Moral courage in the workplace: moving to and from the desire and decision to act
Sekerka, Leslie E.
Bagozzi, Richard P.
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Why is moral courage in the workplace viewed as the unusual, rather than the norm? If we want to cultivate organizational environments that exhibit moral strength, we must consider how courage can be exercised in daily organizational life, as an action that can be achieved by everyone. To explore this notion, we see a need to develop additional understanding of how people determine whether or not they will act in a morally courageous way when faced with an ethical challenge. While existing theory sheds light on various aspects of ethical decision making, missing from the literature is an examination of how emotions, automatic responses to situational conditions, along with conscious and deliberative thought, work together to help guide this process. Yet to be fully explored are the internal factors and the social influences that accompany them, specifically those that contribute to forming the desire and decision to act with moral courage. We argue that scholarship designed to explain how this process unfolds will reshape our understanding of moral courage as an action open to self‐control, and thus can occur more frequently than the rare event it is often presumed to be. Our depiction of the organizational member's response to an ethical challenge helps take moral courage out of the extraordinary and into the realm of what can be achieved by most people, at least some of the time.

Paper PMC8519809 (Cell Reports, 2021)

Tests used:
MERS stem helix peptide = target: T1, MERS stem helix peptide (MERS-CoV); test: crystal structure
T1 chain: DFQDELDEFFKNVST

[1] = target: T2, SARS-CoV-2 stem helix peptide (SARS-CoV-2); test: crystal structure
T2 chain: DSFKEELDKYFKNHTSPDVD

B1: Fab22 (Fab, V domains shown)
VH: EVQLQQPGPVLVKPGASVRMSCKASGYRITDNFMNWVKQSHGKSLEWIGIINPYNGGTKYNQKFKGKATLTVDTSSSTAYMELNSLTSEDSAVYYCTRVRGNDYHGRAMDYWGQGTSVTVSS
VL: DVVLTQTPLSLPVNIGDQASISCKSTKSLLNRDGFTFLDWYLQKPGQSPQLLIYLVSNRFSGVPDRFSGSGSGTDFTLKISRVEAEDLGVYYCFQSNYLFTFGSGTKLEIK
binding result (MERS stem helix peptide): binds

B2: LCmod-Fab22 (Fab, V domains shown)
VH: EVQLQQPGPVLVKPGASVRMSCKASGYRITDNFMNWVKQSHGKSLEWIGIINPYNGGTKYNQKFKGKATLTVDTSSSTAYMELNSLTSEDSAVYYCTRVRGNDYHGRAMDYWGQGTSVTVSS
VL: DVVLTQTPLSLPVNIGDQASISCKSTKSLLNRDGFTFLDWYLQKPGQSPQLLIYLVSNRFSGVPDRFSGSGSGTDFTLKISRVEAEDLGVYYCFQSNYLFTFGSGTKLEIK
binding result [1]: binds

The article of record as published may be found at http://dx.doi.org/10.1111/j.1467-8608.2007.00484.x
RightsThis publication is a work of the U.S. Government as defined in Title 17, United States Code, Section 101. Copyright protection is not available for this work in the United States.
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